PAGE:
Liberty is an inherently offensive lifestyle. Living in a free society guarantees that each one of us will see our most cherished principles and beliefs questioned and in some cases mocked. That psychic discomfort is the price we pay for basic civic peace. It's worth it. It's a pragmatic principle. Defend everyone else's rights, because if you don't there is no one to defend yours. -- MaxedOutMama

I don't just want gun rights... I want individual liberty, a culture of self-reliance....I want the whole bloody thing. -- Kim du Toit

The most glaring example of the cognitive dissonance on the left is the concept that human beings are inherently good, yet at the same time cannot be trusted with any kind of weapon, unless the magic fairy dust of government authority gets sprinkled upon them.-- Moshe Ben-David

The cult of the left believes that it is engaged in a great apocalyptic battle with corporations and industrialists for the ownership of the unthinking masses. Its acolytes see themselves as the individuals who have been "liberated" to think for themselves. They make choices. You however are just a member of the unthinking masses. You are not really a person, but only respond to the agendas of your corporate overlords. If you eat too much, it's because corporations make you eat. If you kill, it's because corporations encourage you to buy guns. You are not an individual. You are a social problem. -- Sultan Knish

All politics in this country now is just dress rehearsal for civil war. -- Billy Beck

Saturday, March 06, 2004

I'm Conflicted on This One

County may end appeal against ex-cop

The Somerset County
(N.J.) Prosecutor's Office may withdraw its appeal of a decision to drop assault weapons charges against a former Far Hills police officer.

Prosecutor Wayne J. Forrest confirmed Friday he was considering a request from the state Attorney General's Office to drop the fight against a judge's ruling that Ken Moose Jr. legally possessed an assault weapon.

"We're considering this as an option for resolution," Forrest said.

Moose was charged with possession of an assault weapon in October 2002, two months after he was suspended from the Far Hills Police Department because of questions about his mental fitness for duty. As part of his suspension, he turned over all his weapons -- including a World War II-era M-1 carbine assault rifle, which is listed in New Jersey's assault weapons ban.

Moose and his attorney argued he was allowed to possess the gun under a loophole in the law that allowed municipal or county police officers to have them "at all times while in the state of New Jersey."
Here is where I'm conflicted. The cops get "special dispensation" in these laws instead of being treated as civilians like the rest of us. And they are civilians like the rest of us, not being under the rules of military justice. I've repeated it again and again, but Robert Peel's Nine Principles spell this out:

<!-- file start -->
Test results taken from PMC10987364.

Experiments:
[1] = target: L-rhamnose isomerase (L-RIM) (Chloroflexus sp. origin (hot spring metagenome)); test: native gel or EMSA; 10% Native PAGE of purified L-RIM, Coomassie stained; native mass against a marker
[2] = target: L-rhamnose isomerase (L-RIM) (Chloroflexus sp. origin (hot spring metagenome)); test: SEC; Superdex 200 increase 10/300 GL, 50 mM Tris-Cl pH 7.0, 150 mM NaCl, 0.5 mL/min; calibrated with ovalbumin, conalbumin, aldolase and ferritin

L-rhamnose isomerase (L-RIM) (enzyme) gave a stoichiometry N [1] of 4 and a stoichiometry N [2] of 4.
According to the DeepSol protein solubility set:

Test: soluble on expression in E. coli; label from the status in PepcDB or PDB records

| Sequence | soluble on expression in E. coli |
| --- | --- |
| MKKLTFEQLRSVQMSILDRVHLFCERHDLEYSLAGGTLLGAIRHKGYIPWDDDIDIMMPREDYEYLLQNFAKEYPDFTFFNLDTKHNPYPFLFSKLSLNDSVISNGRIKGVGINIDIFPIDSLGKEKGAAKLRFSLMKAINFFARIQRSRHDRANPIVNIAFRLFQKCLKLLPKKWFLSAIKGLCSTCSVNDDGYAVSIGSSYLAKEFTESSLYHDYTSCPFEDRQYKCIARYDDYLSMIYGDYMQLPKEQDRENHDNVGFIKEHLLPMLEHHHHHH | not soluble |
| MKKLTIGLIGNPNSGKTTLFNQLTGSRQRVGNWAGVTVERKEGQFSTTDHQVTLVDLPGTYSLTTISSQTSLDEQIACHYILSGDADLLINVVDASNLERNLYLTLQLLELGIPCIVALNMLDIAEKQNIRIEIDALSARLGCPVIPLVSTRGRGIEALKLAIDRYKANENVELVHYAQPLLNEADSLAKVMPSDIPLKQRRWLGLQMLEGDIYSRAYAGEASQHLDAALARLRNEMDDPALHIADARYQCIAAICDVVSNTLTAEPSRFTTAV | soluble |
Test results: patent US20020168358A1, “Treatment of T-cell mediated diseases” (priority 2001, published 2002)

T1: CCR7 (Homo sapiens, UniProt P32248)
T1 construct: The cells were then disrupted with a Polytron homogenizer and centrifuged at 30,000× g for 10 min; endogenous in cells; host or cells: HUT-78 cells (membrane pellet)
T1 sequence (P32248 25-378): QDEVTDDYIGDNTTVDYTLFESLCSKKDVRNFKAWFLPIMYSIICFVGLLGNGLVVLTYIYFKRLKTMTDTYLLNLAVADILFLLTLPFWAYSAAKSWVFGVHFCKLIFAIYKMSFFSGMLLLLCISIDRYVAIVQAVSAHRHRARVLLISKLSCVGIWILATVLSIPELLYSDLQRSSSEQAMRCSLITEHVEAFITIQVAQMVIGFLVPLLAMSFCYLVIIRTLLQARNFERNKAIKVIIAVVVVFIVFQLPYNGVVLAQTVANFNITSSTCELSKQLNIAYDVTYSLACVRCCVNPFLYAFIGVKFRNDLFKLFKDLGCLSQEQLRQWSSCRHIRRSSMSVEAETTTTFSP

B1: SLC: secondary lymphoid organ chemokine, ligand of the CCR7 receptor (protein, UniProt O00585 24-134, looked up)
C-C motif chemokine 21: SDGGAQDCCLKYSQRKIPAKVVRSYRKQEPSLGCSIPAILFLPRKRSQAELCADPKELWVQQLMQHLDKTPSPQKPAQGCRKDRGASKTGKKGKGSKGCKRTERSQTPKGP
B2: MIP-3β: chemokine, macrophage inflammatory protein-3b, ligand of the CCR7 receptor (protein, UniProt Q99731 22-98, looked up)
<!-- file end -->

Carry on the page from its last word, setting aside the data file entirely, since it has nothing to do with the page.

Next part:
Police, at all times, should maintain a relationship with the public that gives reality to the historic tradition that the police are the public and the public are the police; the police being only members of the public who are paid to give full-time attention to duties which are incumbent on every citizen in the interests of community welfare and existence.
Yet in New Jersey and everywhere else they have special rights and privileges denied to those of us who don't wear a badge and draw a government paycheck.

But this guy followed the rules. When suspended, he turned in the weapon that was denied to him as a regular joe like the rest of us, only to be prosecuted for having it in the first place.
But Matthew Murphy, assistant Somerset County prosecutor, argued in court papers the Legislature never intended for the law to apply to the private possession of those weapons by police officers in their home. He said to rule differently would create a "secret society" of police officers with otherwise illegal weapons that aren't registered or regulated.
Seems the Prosecutor and I see things similarly, but in this case he's completely wrong - the law did indeed apply to the private possession of these weapons. That's what people like me object to. When Silveira v. Lockyer was first argued before the 9th Circus Circuit one argument was that the Roberti-Roos "Assault Weapon Ban" did exactly the same thing - made police officers a "secret society" allowed to have these supposed horrible weapons of destruction without registration or regulation. While the Court (unsurprisingly) upheld the majority of the law - they agreed and struck the police exemption. New Jersey hasn't had a similar challenge, and the courts there have (in this case) decided that officer Moose was within the law:
But Superior Court Judge Edward M. Coleman disagreed, saying the law clearly exempted municipal police officers. He welcomed review of his ruling by both the appeals court and the Legislature, which this year will consider whether to close the loophole.
There's always a "next step" in gun control legislation. Another "loophole" to be filled, another restriction to be "tightened."

"This confirms that the indictment never should have been brought, and that the appeal would not have been successful if the judges had been allowed to make a decision," Moose's attorney Brian Cige said Friday.

Cige said he hoped dropping the appeal would help Moose return to law enforcement.

Moose said he would like nothing better than to find another job as a police officer. But he remained angry at the entire process.

"What do I do to rebuild my life once politics took it away?" he asked.
Welcome to the world of us mere "civilians," Mr. Moose. Ask that question of Joseph Pelleteri who lost his livelihood and his right to arms over a Marlin Model 60 .22 caliber rifle he had never even shot.

You'll excuse me if my sympathy for your particular plight is small to non-existant.

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